I told a number of people in Viet Nam 3 years ago this would happen. I found myself in a position of giving pep talks to groups of (very) small businessmen who felt hopeless about the future, they could see nothing changing. My view is intermittent and I can see the changes from one time to the next. It is not imperceptibly gradual for me. It is significant that I talked talked in informal unscreened groups of people in Sai Gon and Cam Ranh/Nha Trang and Quang Tri. There were no repercussions. No one was afraid to listen or to complain about the VCs. I asked an old gentleman about that and he said that a year before people were still reticent and worried about informers and police bout not in 2003. There was at least 1 young soldier among 20 or so folks in one group. It was just a random group of seafood farmers (and 1 supplier) on the beach barbecuing fish and passing rice wine around. In any group of 5 or more there would still be at least one who will go tell the police about what passed if only because of the foreigner present. There were no repercussions.

One of my friends in Sai Gon emailed me a large smiley face and said there are changes.

6 posted on 09/16/2006 7:57:14 AM PDT by ThanhPhero (di hanh huong den La Vang)
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To: ThanhPhero

I sent this story to the Republican U.S. Senator from FL, Mel Martinez.

(I never send anything to the Democrat U.S. Senator from FL, Bill Nelson, since it's a waste of time.)

7 posted on 09/16/2006 8:00:01 AM PDT by pleikumud
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To: John Carey
The new leaders have also taken an active role in eliminating corruption and organized crime

There will be no actual progress on the corruption front until the government changes structurally. It's the same with organized crime-same people. That awaits Democracy. It will come.

8 posted on 09/16/2006 8:01:14 AM PDT by ThanhPhero (di hanh huong den La Vang)
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To: pleikumud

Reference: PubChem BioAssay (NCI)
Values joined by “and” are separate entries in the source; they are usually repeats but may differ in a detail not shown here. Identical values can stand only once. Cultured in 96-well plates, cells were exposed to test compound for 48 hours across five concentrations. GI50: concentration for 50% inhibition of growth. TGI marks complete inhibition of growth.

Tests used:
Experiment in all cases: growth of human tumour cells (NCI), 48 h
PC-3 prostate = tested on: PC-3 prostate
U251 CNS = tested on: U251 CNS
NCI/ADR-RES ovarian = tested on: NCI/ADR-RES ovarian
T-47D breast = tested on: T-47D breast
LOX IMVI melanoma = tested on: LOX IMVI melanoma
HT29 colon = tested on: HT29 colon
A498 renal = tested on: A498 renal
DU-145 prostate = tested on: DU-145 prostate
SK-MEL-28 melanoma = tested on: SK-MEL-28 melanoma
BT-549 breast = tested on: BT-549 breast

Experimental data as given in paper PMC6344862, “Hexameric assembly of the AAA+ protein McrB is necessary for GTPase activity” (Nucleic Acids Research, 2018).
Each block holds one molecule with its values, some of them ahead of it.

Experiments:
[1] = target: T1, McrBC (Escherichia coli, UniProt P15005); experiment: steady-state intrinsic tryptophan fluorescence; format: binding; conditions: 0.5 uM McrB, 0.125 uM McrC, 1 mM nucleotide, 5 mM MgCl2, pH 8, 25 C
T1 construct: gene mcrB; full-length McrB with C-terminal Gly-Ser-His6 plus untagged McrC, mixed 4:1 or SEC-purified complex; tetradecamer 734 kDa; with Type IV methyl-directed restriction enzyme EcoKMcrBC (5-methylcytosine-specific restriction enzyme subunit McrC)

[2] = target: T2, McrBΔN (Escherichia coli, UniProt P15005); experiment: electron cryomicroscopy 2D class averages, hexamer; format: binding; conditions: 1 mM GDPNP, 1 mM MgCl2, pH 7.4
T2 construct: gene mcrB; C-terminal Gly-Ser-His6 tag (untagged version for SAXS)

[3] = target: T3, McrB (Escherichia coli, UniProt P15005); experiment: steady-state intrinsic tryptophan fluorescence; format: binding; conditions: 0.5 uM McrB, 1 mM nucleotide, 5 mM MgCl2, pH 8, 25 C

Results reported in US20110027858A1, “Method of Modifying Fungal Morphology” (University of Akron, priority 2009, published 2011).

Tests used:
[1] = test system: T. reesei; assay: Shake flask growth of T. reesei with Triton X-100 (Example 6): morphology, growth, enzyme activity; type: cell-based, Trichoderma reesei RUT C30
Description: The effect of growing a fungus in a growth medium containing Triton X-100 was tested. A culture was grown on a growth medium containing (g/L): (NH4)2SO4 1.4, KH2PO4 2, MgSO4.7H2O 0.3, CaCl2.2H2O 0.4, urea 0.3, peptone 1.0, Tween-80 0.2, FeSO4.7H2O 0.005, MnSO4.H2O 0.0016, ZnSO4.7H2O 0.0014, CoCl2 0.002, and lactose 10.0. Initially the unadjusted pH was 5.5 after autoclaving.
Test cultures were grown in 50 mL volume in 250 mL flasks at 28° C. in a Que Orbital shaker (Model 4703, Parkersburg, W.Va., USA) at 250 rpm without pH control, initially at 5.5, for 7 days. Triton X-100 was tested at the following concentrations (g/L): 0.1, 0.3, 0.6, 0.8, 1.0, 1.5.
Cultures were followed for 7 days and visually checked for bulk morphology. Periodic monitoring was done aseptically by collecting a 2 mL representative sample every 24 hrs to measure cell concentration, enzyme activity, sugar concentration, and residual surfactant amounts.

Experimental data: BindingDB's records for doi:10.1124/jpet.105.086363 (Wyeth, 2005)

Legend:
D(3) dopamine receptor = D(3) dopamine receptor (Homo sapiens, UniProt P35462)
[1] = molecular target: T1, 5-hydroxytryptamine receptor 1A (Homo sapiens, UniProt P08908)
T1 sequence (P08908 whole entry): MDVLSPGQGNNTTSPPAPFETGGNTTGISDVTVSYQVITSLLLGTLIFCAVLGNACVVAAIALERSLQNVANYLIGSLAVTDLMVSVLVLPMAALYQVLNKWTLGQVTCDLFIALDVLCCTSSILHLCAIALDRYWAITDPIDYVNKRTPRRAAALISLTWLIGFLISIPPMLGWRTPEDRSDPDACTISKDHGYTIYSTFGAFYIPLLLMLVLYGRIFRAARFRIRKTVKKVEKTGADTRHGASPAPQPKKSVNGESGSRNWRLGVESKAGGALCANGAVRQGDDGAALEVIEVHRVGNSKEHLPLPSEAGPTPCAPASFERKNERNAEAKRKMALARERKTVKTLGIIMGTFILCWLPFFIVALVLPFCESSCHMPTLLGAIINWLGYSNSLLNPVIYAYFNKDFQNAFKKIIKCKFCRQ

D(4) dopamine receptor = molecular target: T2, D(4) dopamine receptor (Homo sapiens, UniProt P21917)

Thanks for sending the article to the Senator! Exactly the kind of help we need!

John E. Carey

9 posted on 09/16/2006 8:09:32 AM PDT by John Carey
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To: John Carey; All

Until the communist party in Vietnam resigns from all government positions, allows full citizenship participation in the selection of a two-year interim government, to be followed by the independent formation of political parties, to be followed by internationally monitored elections for a new government - NOTHING, NOTHING AT ALL SHOULD CHANGE OR ADVANCE between the U.S. and communist Vietnam.

10 posted on 09/16/2006 8:14:40 AM PDT by Wuli
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To: John Carey

Senator Mel Martinez (R-FL) escaped as a boy from Castro's Cuba, so I feel he will be more interested than most.

11 posted on 09/16/2006 8:27:57 AM PDT by pleikumud
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To: pleikumud

Great. Thanks. I am proudly married into a Vietnamese-American family. Many relatives and friend were held by the Communists. Many stories of escape and heroism; but the community of Vietnamese-Americans generally keep quiet, work hard and are just happy to be here to enjoy the freedoms of America. I get to be the loudmouth that sticks up for those still in peril or at risk.

All the best and thanks to everyone who can find a way to help,


12 posted on 09/16/2006 9:13:54 AM PDT by John Carey
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To: Wuli
Completely agreed with you. VN people from North to South, thought right after the unification of the country, freedom will finally dawn on VN. However, the yearning for freedom certaintly dashed after realizing the grip of the communist thugs. The reality is either a free democratic VN without communist or else!!! The commies will never be a part of the gradual change not like some American have hope that they'd have political influence...
13 posted on 09/16/2006 9:43:55 AM PDT by Toidylop
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To: John Carey

This article is a waste of time. It is very apparent these countries can do anything they want anymore and the are still welcome into our new global community. All it takes is a large business to show interest in the area...

14 posted on 09/16/2006 9:47:01 AM PDT by sit-rep (
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To: John Carey
Finally, it is not beyond the realm of possibility that the president of the United States could, at the appropriate time, visit Vietnam.

Had Kerry been elected it would already have taken place, and with absolutely no preconditions. The Vietnamese people may look to his wing of the Democratic party for sympathy and help no more than they could thirty years ago. Nor may they look to international organizations for pressure on the autocrats to democratize - is such pressure likely to come from the likes of Iran, Zimbabwe, or the Sudan? Russia or China? Is it even likely to come from the unquestioned beneficiaries of democracy, the EU? Anyone old enough to remember the policies of France with respect to the U.S. effort in Vietnam will dissolve in bitter laughter at the idea.

The Vietnamese are not entirely on their own, of course. But democratization will have to come from within, because it's a cold, fat, self-centered and frightened world without.

15 posted on 09/16/2006 9:57:03 AM PDT by Billthedrill